The City of Portsmouth, Scioto County and the national law firm of Baron & Budd; the law firm of Greene, Ketchum, Farrell, Bailey & Tweel LLP; and the law firm of Levin Papantonio have filed the anticipated law suit against pharmaceutical distributors for their role in creating the opioid epidemic.
“In the suit, the City of Portsmouth alleges that three of the largest pharmaceutical distributors in the U.S. – Cardinal Health, AmerisourceBergen, and McKesson Corp. – each played a role in creating a public nuisance by failing to regulate orders of prescription opiates. The case was filed Wednesday, August 16, in federal district court in the Southern District of Ohio,” a press release from Baron and Bud stated.
Since July, Baron and Budd have also filed similar lawsuits for Jackson, Ross, Vinton, Belmont Clermont and Brown counties.
“We represent close to 70 counties right now in what I describe as the epicenter of the opioid epidemic, and those are in West Virginia, Ohio, Kentucky, and Southern Illinois,” Burton LeBlanc one of the lead attorneys on the case from Baron & Budd, stated Friday. “In addition, we filed for the City of Cincinnati, the City of Birmingham, Ala., and we’re filing for Louisville, Ky., on Monday.”
LeBlanc added that the firm got started in the opioid battle in West Virginia and has been pretty active in the fight since. The lawsuits are based upon the idea that opioid distributors have created a public nuisance in these communities and should be responsible for paying for the associated costs.
“We consider the wholesale distributors and their conduct as violating the controlled substances act has created a public nuisance in your community, and that public nuisance is ongoing” LeBlanc told the Daily Times. “We’re asking that they abate the public nuisance, and by abating the public nuisance I mean that they, the source of the problem, not the tax payers, should be paying for the expenses that are associated with draining community resources – EMS services, rehabilitation services, drug courts, education, medical and the like. That’s the nucleus of our claim.”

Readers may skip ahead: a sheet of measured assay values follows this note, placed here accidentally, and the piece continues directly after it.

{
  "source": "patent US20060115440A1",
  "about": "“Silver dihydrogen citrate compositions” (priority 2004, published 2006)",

In order to prove the cost of the nuisance upon the community, LeBlanc explained that they will include the testimony of expert witnesses that range from community leaders in Portsmouth and Scioto County to experts who have completed research studies from universities such as John Hopkins University. LeBlanc also explained that part of the process will be determining the amount of opioids that have been distributed into the area.
“We expect that the findings are going to be off the charts, as we have seen in West Virginia,” LeBlanc commented.
For more than a decade, leaders in fighting the opiate problem have cited increased assess to prescription pain medications as a cause for the epidemic.
As the amount of drugs being pumped into the community by pharmaceutical companies, distributors and pill mills increase, opiate abuse/dependency and overdose death increased correspondingly. In 2010, Lisa Roberts with the Portsmouth City Health Department reported 9.7 million doses of prescription opiate medication such as Percoset and OxyContin were dispensed in Scioto County that year.
That is the equivalent of 123 doses for every man, woman and child that was living in the County. This was the peak of prescription medication’s reign over the epidemic as heroin moved into the region.
LeBlanc explained that after “some legal wrangling,” the firm will move into the discovery portion of the suit, which is when they will be gathering much of the data including opioid distribution figures. Then, they will head to trial.
Reach Nikki Blankenship at 740-353-3101 ext. 1931.
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